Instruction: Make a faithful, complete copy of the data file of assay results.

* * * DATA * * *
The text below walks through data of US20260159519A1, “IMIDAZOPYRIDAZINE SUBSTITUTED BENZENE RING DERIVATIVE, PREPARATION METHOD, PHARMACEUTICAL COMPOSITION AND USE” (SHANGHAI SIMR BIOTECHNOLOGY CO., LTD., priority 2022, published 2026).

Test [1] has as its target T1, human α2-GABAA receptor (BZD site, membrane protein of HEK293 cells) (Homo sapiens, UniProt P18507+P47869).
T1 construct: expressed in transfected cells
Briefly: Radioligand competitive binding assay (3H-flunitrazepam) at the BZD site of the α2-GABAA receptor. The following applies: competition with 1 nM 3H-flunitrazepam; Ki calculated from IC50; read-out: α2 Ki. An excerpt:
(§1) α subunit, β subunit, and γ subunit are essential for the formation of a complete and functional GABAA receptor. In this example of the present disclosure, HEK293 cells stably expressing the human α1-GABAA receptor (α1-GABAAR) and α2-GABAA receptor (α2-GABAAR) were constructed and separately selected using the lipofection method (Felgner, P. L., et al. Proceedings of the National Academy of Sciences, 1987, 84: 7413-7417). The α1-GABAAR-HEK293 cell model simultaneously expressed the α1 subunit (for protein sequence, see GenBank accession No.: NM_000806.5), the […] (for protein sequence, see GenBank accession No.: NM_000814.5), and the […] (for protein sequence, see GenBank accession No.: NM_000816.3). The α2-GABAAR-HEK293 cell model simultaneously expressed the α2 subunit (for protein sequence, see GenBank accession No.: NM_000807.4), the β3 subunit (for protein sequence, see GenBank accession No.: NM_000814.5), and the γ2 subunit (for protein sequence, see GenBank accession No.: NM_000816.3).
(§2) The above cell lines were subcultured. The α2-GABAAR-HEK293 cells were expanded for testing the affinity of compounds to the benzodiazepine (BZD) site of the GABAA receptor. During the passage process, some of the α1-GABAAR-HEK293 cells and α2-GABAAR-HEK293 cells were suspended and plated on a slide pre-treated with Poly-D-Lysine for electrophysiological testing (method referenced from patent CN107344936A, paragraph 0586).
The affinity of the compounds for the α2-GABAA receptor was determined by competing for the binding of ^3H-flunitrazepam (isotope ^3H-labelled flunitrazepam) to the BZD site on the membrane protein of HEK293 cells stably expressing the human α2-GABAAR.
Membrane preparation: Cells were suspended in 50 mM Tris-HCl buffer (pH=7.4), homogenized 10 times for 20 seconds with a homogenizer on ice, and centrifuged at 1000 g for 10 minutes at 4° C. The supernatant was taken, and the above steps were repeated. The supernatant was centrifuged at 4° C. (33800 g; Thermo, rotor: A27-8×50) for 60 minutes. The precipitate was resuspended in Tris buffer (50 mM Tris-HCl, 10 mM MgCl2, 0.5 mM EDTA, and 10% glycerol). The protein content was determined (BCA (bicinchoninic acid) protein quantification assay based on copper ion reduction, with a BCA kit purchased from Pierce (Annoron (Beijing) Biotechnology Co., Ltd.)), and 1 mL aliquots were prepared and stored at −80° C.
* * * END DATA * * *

The text below walks through data of US20260159519A1, “IMIDAZOPYRIDAZINE SUBSTITUTED BENZENE RING DERIVATIVE, PREPARATION METHOD, PHARMACEUTICAL COMPOSITION AND USE” (SHANGHAI SIMR BIOTECHNOLOGY CO., LTD., priority 2022, published 2026).

Test [1] has as its target T1, human α2-GABAA receptor (BZD site, membrane protein of HEK293 cells) (Homo sapiens, UniProt P18507+P47869).
T1 construct: expressed in transfected cells
Briefly: Radioligand competitive binding assay (3H-flunitrazepam) at the BZD site of the α2-GABAA receptor. The following applies: competition with 1 nM 3H-flunitrazepam; Ki calculated from IC50; read-out: α2 Ki. An excerpt:
(§1) α subunit, β subunit, and γ subunit are essential for the formation of a complete and functional GABAA receptor. In this example of the present disclosure, HEK293 cells stably expressing the human α1-GABAA receptor (α1-GABAAR) and α2-GABAA receptor (α2-GABAAR) were constructed and separately selected using the lipofection method (Felgner, P. L., et al. Proceedings of the National Academy of Sciences, 1987, 84: 7413-7417). The α1-GABAAR-HEK293 cell model simultaneously expressed the α1 subunit (for protein sequence, see GenBank accession No.: NM_000806.5), the […] (for protein sequence, see GenBank accession No.: NM_000814.5), and the […] (for protein sequence, see GenBank accession No.: NM_000816.3). The α2-GABAAR-HEK293 cell model simultaneously expressed the α2 subunit (for protein sequence, see GenBank accession No.: NM_000807.4), the β3 subunit (for protein sequence, see GenBank accession No.: NM_000814.5), and the γ2 subunit (for protein sequence, see GenBank accession No.: NM_000816.3).
(§2) The above cell lines were subcultured. The α2-GABAAR-HEK293 cells were expanded for testing the affinity of compounds to the benzodiazepine (BZD) site of the GABAA receptor. During the passage process, some of the α1-GABAAR-HEK293 cells and α2-GABAAR-HEK293 cells were suspended and plated on a slide pre-treated with Poly-D-Lysine for electrophysiological testing (method referenced from patent CN107344936A, paragraph 0586).
The affinity of the compounds for the α2-GABAA receptor was determined by competing for the binding of ^3H-flunitrazepam (isotope ^3H-labelled flunitrazepam) to the BZD site on the membrane protein of HEK293 cells stably expressing the human α2-GABAAR.
Membrane preparation: Cells were suspended in 50 mM Tris-HCl buffer (pH=7.4), homogenized 10 times for 20 seconds with a homogenizer on ice, and centrifuged at 1000 g for 10 minutes at 4° C. The supernatant was taken, and the above steps were repeated. The supernatant was centrifuged at 4° C. (33800 g; Thermo, rotor: A27-8×50) for 60 minutes. The precipitate was resuspended in Tris buffer (50 mM Tris-HCl, 10 mM MgCl2, 0.5 mM EDTA, and 10% glycerol). The protein content was determined (BCA (bicinchoninic acid) protein quantification assay based on copper ion reduction, with a BCA kit purchased from Pierce (Annoron (Beijing) Biotechnology Co., Ltd.)), and 1 mL aliquots were prepared and stored at −80° C.